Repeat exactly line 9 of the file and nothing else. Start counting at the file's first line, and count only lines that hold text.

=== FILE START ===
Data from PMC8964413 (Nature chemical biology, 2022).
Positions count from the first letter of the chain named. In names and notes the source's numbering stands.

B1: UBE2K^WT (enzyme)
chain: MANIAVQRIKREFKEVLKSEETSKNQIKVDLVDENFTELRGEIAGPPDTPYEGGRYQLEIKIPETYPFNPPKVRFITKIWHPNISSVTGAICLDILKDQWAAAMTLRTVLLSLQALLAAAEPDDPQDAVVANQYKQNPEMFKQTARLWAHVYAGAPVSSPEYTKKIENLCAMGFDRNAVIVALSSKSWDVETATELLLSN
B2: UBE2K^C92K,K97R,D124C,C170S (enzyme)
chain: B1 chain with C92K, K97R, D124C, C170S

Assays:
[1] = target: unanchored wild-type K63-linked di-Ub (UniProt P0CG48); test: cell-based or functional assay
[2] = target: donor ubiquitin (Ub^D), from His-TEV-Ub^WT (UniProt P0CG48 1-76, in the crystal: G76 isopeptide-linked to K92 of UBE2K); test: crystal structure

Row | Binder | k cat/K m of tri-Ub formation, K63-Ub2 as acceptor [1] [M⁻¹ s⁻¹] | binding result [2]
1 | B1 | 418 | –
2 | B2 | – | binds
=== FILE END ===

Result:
[2] = target: donor ubiquitin (Ub^D), from His-TEV-Ub^WT (UniProt P0CG48 1-76, in the crystal: G76 isopeptide-linked to K92 of UBE2K); test: crystal structure